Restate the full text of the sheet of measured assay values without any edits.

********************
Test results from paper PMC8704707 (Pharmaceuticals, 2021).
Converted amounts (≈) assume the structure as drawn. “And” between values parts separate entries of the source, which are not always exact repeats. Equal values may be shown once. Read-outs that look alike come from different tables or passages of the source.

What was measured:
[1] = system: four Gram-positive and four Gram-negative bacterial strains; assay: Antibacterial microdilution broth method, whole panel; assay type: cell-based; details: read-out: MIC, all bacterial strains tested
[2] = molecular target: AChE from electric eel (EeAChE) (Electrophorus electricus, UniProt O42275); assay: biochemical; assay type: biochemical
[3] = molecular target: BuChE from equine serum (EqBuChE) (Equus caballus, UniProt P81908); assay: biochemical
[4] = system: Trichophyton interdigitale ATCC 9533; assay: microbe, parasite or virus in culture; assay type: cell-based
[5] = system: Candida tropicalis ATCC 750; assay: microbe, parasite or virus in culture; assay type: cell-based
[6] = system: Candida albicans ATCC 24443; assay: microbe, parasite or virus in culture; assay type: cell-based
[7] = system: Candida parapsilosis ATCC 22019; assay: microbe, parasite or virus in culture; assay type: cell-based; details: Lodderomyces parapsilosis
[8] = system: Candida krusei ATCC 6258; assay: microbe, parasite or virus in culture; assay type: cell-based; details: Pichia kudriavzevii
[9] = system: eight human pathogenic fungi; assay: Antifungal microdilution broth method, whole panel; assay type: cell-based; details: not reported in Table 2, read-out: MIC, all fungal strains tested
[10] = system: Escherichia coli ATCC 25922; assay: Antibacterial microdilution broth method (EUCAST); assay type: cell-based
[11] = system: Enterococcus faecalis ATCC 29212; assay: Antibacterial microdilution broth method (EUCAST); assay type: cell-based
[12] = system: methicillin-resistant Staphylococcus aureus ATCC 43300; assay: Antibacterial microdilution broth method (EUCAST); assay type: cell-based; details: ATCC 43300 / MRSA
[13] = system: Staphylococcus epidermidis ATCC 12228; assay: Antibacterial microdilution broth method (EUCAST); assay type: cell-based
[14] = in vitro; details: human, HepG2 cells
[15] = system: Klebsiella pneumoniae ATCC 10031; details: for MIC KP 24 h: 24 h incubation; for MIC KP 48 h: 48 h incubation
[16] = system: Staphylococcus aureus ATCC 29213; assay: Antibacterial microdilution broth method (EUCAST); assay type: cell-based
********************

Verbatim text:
Test results from paper PMC8704707 (Pharmaceuticals, 2021).
Converted amounts (≈) assume the structure as drawn. “And” between values parts separate entries of the source, which are not always exact repeats. Equal values may be shown once. Read-outs that look alike come from different tables or passages of the source.

What was measured:
[1] = system: four Gram-positive and four Gram-negative bacterial strains; assay: Antibacterial microdilution broth method, whole panel; assay type: cell-based; details: read-out: MIC, all bacterial strains tested
[2] = molecular target: AChE from electric eel (EeAChE) (Electrophorus electricus, UniProt O42275); assay: biochemical; assay type: biochemical
[3] = molecular target: BuChE from equine serum (EqBuChE) (Equus caballus, UniProt P81908); assay: biochemical
[4] = system: Trichophyton interdigitale ATCC 9533; assay: microbe, parasite or virus in culture; assay type: cell-based
[5] = system: Candida tropicalis ATCC 750; assay: microbe, parasite or virus in culture; assay type: cell-based
[6] = system: Candida albicans ATCC 24443; assay: microbe, parasite or virus in culture; assay type: cell-based
[7] = system: Candida parapsilosis ATCC 22019; assay: microbe, parasite or virus in culture; assay type: cell-based; details: Lodderomyces parapsilosis
[8] = system: Candida krusei ATCC 6258; assay: microbe, parasite or virus in culture; assay type: cell-based; details: Pichia kudriavzevii
[9] = system: eight human pathogenic fungi; assay: Antifungal microdilution broth method, whole panel; assay type: cell-based; details: not reported in Table 2, read-out: MIC, all fungal strains tested
[10] = system: Escherichia coli ATCC 25922; assay: Antibacterial microdilution broth method (EUCAST); assay type: cell-based
[11] = system: Enterococcus faecalis ATCC 29212; assay: Antibacterial microdilution broth method (EUCAST); assay type: cell-based
[12] = system: methicillin-resistant Staphylococcus aureus ATCC 43300; assay: Antibacterial microdilution broth method (EUCAST); assay type: cell-based; details: ATCC 43300 / MRSA
[13] = system: Staphylococcus epidermidis ATCC 12228; assay: Antibacterial microdilution broth method (EUCAST); assay type: cell-based
[14] = in vitro; details: human, HepG2 cells
[15] = system: Klebsiella pneumoniae ATCC 10031; details: for MIC KP 24 h: 24 h incubation; for MIC KP 48 h: 48 h incubation
[16] = system: Staphylococcus aureus ATCC 29213; assay: Antibacterial microdilution broth method (EUCAST); assay type: cell-based